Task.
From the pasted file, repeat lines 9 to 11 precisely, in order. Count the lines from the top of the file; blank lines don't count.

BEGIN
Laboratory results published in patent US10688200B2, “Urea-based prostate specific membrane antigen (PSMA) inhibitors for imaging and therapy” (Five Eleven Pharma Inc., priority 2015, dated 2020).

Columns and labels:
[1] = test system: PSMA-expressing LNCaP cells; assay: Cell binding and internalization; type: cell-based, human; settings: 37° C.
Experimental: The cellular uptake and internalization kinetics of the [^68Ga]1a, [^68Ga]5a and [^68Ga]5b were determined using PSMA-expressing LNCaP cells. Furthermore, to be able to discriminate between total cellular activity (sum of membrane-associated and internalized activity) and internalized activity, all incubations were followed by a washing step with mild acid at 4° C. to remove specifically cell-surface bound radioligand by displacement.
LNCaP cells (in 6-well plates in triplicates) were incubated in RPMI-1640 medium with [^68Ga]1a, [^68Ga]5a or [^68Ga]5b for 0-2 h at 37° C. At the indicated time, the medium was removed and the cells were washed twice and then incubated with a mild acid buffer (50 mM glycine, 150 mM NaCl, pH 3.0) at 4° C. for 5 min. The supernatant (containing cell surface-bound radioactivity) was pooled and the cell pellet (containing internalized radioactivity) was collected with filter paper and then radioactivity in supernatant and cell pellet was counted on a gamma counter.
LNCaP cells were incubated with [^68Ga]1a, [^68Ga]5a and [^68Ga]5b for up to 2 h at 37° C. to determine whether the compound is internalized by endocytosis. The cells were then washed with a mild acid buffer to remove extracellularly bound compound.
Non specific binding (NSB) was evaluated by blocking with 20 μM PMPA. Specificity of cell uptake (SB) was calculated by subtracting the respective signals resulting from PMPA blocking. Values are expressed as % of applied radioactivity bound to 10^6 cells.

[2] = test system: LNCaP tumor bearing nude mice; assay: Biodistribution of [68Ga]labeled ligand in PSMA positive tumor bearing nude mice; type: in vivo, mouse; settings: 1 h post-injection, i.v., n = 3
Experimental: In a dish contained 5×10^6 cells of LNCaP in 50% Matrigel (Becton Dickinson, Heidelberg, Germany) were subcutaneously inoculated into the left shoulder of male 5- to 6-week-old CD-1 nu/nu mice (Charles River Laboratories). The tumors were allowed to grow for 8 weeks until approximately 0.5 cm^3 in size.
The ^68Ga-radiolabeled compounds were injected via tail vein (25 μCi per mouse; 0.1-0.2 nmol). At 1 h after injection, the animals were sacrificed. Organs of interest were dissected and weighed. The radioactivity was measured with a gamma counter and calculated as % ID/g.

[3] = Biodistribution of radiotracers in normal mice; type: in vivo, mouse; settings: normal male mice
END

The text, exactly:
Experimental: In a dish contained 5×10^6 cells of LNCaP in 50% Matrigel (Becton Dickinson, Heidelberg, Germany) were subcutaneously inoculated into the left shoulder of male 5- to 6-week-old CD-1 nu/nu mice (Charles River Laboratories). The tumors were allowed to grow for 8 weeks until approximately 0.5 cm^3 in size.
The ^68Ga-radiolabeled compounds were injected via tail vein (25 μCi per mouse; 0.1-0.2 nmol). At 1 h after injection, the animals were sacrificed. Organs of interest were dissected and weighed. The radioactivity was measured with a gamma counter and calculated as % ID/g.

[3] = Biodistribution of radiotracers in normal mice; type: in vivo, mouse; settings: normal male mice